I'm Down: a memoir by Mishna Wolff
My rating: 2 of 5 stars
Summary of Book:
Mishna Wolff grew up in a poor black neighborhood with her single father, a white man who truly believed he was black. “He strutted around with a short perm, a Cosby-esqe sweater, gold chains and a Kangol—telling jokes like Redd Fox, and giving advice like Jesse Jackson. You couldn’t tell my father he was white. Believe me, I tried,” writes Wolff. And so from early childhood on, her father began his crusade to make his white daughter Down.
Unfortunately, Mishna didn’t quite fit in with the neighborhood kids: she couldn’t dance, she couldn’t sing, she couldn’t double dutch and she was the worst player on her all-black basketball team. She was shy, uncool and painfully white. And yet when she was suddenly sent to a rich white school, she found she was too “black” to fit in with her white classmates.
I’m Down is a hip, hysterical and at the same time beautiful memoir that will have you howling with laughter, recommending it to friends and questioning what it means to be black and white in America.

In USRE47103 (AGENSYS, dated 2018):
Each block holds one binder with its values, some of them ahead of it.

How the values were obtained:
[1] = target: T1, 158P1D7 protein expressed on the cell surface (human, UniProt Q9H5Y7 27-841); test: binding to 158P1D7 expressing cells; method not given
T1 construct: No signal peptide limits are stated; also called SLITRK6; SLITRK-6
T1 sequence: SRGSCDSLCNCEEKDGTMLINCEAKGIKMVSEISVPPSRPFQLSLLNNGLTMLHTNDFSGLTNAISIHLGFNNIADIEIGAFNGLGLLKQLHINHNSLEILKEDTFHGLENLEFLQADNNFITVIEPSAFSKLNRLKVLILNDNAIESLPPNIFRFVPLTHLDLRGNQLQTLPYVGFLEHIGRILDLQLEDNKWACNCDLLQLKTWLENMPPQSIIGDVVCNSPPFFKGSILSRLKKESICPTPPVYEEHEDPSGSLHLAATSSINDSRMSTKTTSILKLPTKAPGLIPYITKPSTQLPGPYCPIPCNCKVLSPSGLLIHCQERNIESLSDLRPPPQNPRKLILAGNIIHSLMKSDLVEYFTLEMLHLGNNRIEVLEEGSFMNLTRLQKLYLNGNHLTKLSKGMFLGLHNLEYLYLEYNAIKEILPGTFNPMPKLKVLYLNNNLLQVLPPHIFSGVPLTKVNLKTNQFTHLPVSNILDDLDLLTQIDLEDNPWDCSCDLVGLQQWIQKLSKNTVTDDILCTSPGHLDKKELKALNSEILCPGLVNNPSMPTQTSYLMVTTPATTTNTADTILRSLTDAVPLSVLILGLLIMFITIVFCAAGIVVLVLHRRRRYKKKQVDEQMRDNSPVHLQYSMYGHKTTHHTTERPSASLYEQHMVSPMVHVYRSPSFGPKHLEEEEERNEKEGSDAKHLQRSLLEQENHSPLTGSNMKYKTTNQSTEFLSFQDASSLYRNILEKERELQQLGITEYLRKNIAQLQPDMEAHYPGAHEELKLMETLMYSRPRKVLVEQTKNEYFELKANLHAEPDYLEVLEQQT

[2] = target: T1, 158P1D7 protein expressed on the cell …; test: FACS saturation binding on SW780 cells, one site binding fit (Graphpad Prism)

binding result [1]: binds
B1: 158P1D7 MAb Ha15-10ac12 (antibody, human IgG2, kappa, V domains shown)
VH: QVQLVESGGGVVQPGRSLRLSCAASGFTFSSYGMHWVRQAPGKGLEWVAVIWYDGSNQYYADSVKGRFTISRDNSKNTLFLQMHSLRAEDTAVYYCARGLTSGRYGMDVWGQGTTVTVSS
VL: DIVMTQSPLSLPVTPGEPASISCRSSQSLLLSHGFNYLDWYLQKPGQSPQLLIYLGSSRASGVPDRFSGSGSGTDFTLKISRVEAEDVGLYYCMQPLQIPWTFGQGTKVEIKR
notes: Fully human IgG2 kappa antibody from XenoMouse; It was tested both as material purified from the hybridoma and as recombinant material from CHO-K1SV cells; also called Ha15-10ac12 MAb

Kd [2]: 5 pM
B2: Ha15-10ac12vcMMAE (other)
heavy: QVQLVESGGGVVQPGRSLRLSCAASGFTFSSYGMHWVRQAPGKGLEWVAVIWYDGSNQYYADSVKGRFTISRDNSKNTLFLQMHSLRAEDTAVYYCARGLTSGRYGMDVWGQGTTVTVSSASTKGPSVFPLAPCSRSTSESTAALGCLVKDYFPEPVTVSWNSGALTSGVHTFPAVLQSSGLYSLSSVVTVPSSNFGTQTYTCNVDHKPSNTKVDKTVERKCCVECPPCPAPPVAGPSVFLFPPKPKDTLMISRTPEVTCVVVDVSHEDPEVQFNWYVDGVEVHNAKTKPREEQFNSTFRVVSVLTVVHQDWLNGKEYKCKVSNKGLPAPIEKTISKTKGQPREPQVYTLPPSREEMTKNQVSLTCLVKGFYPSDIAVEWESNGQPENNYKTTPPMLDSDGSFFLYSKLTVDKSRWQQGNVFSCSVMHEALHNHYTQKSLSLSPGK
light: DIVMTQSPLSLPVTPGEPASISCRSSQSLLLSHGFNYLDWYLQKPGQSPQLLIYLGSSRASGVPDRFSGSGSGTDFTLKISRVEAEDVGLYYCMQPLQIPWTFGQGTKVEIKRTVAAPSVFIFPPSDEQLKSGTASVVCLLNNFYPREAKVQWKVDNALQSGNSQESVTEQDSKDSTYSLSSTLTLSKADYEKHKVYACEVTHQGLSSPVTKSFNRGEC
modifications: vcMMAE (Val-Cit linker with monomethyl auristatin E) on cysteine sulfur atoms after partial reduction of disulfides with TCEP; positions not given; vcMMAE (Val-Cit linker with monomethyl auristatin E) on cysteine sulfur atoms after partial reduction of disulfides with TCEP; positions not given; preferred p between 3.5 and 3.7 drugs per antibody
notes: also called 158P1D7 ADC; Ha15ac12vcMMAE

It's hard to find the right words to describe this book. It seems to me that when the author was telling her "story," she picked out the worst things in her father to show how "black" he was. His womanizing and lack of work ethic were not funny. His attitude towards his daughters and how he let his women treat his daughters was not funny. Many of the things that black families are trying to overcome are hysterical to this author... they weren't to me. Now I do understand not fitting in with your community and being moved to different schools to be challenged and people's attitudes toward you when this happens. So I did appreciate those portions of the book. And some parts of the book were funny, like her stint with the basketball teams and some of her other antics trying to fit in. But overall, the book did not meet my expectations. Lucky it was a quick read!
Disclaimer: This was a book from my personal collection.
Love and Blessings!
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